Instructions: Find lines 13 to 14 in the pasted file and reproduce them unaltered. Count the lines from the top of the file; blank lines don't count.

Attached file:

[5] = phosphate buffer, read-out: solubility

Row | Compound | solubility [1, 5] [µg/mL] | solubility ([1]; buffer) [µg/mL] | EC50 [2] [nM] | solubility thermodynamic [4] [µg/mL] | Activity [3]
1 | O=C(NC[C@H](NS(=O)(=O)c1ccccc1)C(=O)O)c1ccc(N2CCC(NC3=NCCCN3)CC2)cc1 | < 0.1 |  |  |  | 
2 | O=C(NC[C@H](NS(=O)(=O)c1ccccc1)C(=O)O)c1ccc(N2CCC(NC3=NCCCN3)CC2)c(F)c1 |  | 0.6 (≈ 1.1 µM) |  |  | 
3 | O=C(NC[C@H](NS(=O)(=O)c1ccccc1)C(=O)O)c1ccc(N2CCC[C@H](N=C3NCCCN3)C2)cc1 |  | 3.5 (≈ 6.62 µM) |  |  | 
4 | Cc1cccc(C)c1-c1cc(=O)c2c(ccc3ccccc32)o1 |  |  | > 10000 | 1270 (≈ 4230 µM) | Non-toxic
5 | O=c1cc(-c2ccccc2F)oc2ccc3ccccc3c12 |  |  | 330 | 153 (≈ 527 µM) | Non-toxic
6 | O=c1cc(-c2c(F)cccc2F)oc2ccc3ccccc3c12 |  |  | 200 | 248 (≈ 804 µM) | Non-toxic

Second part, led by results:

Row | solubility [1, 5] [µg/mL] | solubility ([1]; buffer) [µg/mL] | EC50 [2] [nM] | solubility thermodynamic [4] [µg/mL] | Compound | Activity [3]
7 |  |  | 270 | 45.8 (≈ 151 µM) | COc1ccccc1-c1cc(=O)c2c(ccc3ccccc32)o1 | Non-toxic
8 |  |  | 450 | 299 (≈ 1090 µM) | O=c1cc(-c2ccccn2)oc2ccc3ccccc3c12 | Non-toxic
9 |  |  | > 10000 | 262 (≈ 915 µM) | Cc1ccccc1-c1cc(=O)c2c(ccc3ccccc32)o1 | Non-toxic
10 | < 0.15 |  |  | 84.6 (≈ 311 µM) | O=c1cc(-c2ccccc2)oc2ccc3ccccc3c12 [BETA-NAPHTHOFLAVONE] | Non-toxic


9 |  |  | > 10000 | 262 (≈ 915 µM) | Cc1ccccc1-c1cc(=O)c2c(ccc3ccccc32)o1 | Non-toxic
10 | < 0.15 |  |  | 84.6 (≈ 311 µM) | O=c1cc(-c2ccccc2)oc2ccc3ccccc3c12 [BETA-NAPHTHOFLAVONE] | Non-toxic